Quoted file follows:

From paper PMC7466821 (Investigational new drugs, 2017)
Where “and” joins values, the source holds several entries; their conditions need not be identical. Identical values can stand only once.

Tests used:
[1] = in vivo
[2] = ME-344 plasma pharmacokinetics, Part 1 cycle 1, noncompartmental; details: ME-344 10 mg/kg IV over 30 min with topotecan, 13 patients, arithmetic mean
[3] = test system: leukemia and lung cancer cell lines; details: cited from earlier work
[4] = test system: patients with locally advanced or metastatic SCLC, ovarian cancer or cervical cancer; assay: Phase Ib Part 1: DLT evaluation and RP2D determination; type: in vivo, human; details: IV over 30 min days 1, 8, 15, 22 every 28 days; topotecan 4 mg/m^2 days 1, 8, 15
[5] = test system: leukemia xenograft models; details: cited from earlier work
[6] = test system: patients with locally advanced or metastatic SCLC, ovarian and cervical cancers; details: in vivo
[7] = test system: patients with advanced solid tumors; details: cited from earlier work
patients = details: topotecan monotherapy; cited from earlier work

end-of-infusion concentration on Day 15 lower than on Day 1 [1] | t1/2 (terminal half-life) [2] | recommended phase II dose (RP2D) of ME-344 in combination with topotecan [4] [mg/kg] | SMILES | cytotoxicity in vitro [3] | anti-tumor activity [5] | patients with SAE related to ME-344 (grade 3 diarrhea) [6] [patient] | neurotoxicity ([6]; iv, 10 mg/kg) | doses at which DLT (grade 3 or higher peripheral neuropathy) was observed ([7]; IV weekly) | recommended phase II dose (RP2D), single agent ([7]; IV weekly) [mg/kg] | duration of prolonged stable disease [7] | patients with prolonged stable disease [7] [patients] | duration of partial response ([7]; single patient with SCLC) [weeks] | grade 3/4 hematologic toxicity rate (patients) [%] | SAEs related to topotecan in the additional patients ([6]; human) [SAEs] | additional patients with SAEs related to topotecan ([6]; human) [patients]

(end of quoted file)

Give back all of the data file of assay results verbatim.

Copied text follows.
From paper PMC7466821 (Investigational new drugs, 2017)
Where “and” joins values, the source holds several entries; their conditions need not be identical. Identical values can stand only once.

Tests used:
[1] = in vivo
[2] = ME-344 plasma pharmacokinetics, Part 1 cycle 1, noncompartmental; details: ME-344 10 mg/kg IV over 30 min with topotecan, 13 patients, arithmetic mean
[3] = test system: leukemia and lung cancer cell lines; details: cited from earlier work
[4] = test system: patients with locally advanced or metastatic SCLC, ovarian cancer or cervical cancer; assay: Phase Ib Part 1: DLT evaluation and RP2D determination; type: in vivo, human; details: IV over 30 min days 1, 8, 15, 22 every 28 days; topotecan 4 mg/m^2 days 1, 8, 15
[5] = test system: leukemia xenograft models; details: cited from earlier work
[6] = test system: patients with locally advanced or metastatic SCLC, ovarian and cervical cancers; details: in vivo
[7] = test system: patients with advanced solid tumors; details: cited from earlier work
patients = details: topotecan monotherapy; cited from earlier work

end-of-infusion concentration on Day 15 lower than on Day 1 [1] | t1/2 (terminal half-life) [2] | recommended phase II dose (RP2D) of ME-344 in combination with topotecan [4] [mg/kg] | SMILES | cytotoxicity in vitro [3] | anti-tumor activity [5] | patients with SAE related to ME-344 (grade 3 diarrhea) [6] [patient] | neurotoxicity ([6]; iv, 10 mg/kg) | doses at which DLT (grade 3 or higher peripheral neuropathy) was observed ([7]; IV weekly) | recommended phase II dose (RP2D), single agent ([7]; IV weekly) [mg/kg] | duration of prolonged stable disease [7] | patients with prolonged stable disease [7] [patients] | duration of partial response ([7]; single patient with SCLC) [weeks] | grade 3/4 hematologic toxicity rate (patients) [%] | SAEs related to topotecan in the additional patients ([6]; human) [SAEs] | additional patients with SAEs related to topotecan ([6]; human) [patients]